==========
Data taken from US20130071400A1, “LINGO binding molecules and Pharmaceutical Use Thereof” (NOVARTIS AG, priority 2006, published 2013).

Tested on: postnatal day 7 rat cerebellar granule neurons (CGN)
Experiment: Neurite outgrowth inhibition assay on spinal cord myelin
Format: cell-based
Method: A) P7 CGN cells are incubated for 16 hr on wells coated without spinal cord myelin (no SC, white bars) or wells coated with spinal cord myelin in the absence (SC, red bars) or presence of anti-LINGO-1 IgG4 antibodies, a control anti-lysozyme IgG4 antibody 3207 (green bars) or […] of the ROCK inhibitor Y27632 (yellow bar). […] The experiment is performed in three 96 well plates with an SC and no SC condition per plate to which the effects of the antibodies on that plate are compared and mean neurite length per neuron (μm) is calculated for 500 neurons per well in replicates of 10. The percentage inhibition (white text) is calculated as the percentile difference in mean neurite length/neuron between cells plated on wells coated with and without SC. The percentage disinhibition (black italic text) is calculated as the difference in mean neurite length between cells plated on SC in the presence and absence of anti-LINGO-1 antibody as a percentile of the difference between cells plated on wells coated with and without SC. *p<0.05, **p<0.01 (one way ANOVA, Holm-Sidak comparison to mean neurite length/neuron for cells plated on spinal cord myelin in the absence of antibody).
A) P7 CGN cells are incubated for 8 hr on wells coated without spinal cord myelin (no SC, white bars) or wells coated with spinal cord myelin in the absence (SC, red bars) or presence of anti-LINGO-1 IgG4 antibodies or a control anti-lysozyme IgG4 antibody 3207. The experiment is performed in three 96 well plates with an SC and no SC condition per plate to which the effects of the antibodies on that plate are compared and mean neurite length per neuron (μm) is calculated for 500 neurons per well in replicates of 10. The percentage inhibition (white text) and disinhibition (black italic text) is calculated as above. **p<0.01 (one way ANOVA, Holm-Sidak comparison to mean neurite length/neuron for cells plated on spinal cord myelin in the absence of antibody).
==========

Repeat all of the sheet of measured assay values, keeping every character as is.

Data taken from US20130071400A1, “LINGO binding molecules and Pharmaceutical Use Thereof” (NOVARTIS AG, priority 2006, published 2013).

Tested on: postnatal day 7 rat cerebellar granule neurons (CGN)
Experiment: Neurite outgrowth inhibition assay on spinal cord myelin
Format: cell-based
Method: A) P7 CGN cells are incubated for 16 hr on wells coated without spinal cord myelin (no SC, white bars) or wells coated with spinal cord myelin in the absence (SC, red bars) or presence of anti-LINGO-1 IgG4 antibodies, a control anti-lysozyme IgG4 antibody 3207 (green bars) or […] of the ROCK inhibitor Y27632 (yellow bar). […] The experiment is performed in three 96 well plates with an SC and no SC condition per plate to which the effects of the antibodies on that plate are compared and mean neurite length per neuron (μm) is calculated for 500 neurons per well in replicates of 10. The percentage inhibition (white text) is calculated as the percentile difference in mean neurite length/neuron between cells plated on wells coated with and without SC. The percentage disinhibition (black italic text) is calculated as the difference in mean neurite length between cells plated on SC in the presence and absence of anti-LINGO-1 antibody as a percentile of the difference between cells plated on wells coated with and without SC. *p<0.05, **p<0.01 (one way ANOVA, Holm-Sidak comparison to mean neurite length/neuron for cells plated on spinal cord myelin in the absence of antibody).
A) P7 CGN cells are incubated for 8 hr on wells coated without spinal cord myelin (no SC, white bars) or wells coated with spinal cord myelin in the absence (SC, red bars) or presence of anti-LINGO-1 IgG4 antibodies or a control anti-lysozyme IgG4 antibody 3207. The experiment is performed in three 96 well plates with an SC and no SC condition per plate to which the effects of the antibodies on that plate are compared and mean neurite length per neuron (μm) is calculated for 500 neurons per well in replicates of 10. The percentage inhibition (white text) and disinhibition (black italic text) is calculated as above. **p<0.01 (one way ANOVA, Holm-Sidak comparison to mean neurite length/neuron for cells plated on spinal cord myelin in the absence of antibody).